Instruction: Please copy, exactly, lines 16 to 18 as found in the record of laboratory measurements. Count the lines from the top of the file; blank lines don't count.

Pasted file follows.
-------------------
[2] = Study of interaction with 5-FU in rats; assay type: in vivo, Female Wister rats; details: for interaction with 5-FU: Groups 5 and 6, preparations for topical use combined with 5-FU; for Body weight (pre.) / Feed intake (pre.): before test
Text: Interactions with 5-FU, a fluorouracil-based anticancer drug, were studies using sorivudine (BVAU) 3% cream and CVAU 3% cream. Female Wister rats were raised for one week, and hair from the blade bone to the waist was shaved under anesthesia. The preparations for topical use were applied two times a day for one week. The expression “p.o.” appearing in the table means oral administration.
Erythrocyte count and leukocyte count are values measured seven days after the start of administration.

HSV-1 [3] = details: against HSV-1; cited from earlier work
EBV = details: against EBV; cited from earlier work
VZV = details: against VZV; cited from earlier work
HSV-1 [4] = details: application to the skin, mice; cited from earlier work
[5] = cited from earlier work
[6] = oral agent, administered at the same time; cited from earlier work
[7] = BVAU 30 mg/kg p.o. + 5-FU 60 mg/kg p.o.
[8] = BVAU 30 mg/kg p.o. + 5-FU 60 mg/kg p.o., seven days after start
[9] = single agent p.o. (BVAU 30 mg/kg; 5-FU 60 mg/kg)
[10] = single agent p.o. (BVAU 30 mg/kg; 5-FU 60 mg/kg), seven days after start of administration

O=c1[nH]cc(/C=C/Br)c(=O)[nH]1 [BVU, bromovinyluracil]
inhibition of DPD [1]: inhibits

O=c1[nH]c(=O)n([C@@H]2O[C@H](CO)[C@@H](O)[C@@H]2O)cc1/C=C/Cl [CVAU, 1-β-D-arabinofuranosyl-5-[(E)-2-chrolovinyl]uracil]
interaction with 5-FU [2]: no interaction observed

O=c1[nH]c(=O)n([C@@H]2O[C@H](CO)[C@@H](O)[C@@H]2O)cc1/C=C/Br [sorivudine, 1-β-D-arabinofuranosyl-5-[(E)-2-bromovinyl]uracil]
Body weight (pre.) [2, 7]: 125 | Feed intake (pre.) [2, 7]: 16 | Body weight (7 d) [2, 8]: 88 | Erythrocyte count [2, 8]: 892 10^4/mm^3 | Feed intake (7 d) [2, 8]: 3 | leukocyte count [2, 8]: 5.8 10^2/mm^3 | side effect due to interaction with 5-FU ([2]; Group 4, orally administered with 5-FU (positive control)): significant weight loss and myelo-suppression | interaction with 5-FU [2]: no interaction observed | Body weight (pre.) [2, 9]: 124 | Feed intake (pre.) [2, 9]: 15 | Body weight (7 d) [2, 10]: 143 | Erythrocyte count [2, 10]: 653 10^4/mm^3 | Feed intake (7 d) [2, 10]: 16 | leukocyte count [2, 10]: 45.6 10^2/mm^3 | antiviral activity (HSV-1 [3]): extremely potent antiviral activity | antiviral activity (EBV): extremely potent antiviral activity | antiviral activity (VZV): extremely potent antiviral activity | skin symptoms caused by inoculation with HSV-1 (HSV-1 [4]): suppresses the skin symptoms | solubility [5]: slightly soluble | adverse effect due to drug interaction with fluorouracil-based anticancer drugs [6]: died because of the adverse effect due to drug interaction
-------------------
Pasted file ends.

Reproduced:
O=c1[nH]c(=O)n([C@@H]2O[C@H](CO)[C@@H](O)[C@@H]2O)cc1/C=C/Cl [CVAU, 1-β-D-arabinofuranosyl-5-[(E)-2-chrolovinyl]uracil]
interaction with 5-FU [2]: no interaction observed

O=c1[nH]c(=O)n([C@@H]2O[C@H](CO)[C@@H](O)[C@@H]2O)cc1/C=C/Br [sorivudine, 1-β-D-arabinofuranosyl-5-[(E)-2-bromovinyl]uracil]